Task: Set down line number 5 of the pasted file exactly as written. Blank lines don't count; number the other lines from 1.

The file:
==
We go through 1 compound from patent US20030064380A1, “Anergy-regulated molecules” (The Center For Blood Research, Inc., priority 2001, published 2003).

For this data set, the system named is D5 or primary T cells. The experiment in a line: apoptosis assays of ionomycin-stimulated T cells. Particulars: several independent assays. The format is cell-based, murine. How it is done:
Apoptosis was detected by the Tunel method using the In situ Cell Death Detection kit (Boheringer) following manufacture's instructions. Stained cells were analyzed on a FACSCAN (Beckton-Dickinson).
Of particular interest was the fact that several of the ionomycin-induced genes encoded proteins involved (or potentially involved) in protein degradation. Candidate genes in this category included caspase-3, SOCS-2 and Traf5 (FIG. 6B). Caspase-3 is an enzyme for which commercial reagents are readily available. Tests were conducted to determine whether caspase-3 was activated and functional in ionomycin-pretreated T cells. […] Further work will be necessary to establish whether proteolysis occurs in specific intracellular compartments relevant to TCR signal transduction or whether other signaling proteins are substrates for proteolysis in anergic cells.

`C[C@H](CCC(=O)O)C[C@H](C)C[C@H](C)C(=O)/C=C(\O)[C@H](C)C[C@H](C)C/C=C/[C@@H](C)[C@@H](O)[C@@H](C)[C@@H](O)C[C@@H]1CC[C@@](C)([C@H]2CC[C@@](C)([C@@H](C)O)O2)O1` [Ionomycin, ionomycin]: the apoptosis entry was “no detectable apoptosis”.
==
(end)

`C[C@H](CCC(=O)O)C[C@H](C)C[C@H](C)C(=O)/C=C(\O)[C@H](C)C[C@H](C)C/C=C/[C@@H](C)[C@@H](O)[C@@H](C)[C@@H](O)C[C@@H]1CC[C@@](C)([C@H]2CC[C@@](C)([C@@H](C)O)O2)O1` [Ionomycin, ionomycin]: the apoptosis entry was “no detectable apoptosis”.